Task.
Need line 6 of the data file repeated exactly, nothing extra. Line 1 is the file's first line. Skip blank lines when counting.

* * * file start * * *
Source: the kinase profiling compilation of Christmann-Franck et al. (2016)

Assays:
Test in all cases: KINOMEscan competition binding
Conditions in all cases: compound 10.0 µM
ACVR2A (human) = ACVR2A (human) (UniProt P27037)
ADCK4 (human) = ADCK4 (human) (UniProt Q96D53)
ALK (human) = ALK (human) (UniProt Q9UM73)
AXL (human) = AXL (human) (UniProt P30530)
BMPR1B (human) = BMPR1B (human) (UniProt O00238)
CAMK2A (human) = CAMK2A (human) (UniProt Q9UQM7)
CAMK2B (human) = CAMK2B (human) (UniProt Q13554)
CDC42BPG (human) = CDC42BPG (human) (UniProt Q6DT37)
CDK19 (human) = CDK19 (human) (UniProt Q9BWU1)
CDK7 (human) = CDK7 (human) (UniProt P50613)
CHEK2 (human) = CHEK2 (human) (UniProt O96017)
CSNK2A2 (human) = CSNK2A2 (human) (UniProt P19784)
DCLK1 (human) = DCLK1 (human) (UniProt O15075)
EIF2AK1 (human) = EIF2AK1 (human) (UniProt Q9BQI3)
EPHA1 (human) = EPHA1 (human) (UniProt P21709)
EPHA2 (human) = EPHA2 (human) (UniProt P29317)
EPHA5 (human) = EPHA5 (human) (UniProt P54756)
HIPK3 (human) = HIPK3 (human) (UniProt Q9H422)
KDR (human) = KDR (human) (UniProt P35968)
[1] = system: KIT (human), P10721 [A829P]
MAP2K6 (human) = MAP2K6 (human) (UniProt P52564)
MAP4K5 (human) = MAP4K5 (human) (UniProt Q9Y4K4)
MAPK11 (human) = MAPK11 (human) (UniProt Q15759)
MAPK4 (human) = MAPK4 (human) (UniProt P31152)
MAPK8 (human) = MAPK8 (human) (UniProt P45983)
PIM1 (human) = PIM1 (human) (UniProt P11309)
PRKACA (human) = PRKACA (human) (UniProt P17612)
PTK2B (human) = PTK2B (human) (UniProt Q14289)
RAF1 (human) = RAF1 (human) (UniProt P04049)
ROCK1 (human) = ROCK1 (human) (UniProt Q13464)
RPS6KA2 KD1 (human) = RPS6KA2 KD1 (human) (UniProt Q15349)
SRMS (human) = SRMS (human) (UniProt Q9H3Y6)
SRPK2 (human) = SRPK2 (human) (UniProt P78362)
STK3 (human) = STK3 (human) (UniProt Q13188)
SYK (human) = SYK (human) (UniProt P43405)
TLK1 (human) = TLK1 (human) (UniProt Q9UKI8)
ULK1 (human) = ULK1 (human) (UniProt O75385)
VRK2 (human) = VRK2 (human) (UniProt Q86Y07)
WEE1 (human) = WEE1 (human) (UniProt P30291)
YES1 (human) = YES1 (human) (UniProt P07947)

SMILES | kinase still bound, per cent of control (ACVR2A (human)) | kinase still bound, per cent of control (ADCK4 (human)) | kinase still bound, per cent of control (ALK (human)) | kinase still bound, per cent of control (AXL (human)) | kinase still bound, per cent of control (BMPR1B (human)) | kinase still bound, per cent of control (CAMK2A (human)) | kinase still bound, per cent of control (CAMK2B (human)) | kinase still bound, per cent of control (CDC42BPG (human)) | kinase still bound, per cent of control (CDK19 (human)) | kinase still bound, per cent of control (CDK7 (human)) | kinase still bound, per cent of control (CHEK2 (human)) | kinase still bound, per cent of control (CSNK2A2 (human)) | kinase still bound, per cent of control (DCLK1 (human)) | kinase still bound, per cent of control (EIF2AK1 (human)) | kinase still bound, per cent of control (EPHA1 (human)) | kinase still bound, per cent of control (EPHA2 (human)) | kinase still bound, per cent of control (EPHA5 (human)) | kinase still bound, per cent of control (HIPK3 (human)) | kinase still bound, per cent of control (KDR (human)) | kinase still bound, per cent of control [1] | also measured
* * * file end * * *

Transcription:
ADCK4 (human) = ADCK4 (human) (UniProt Q96D53)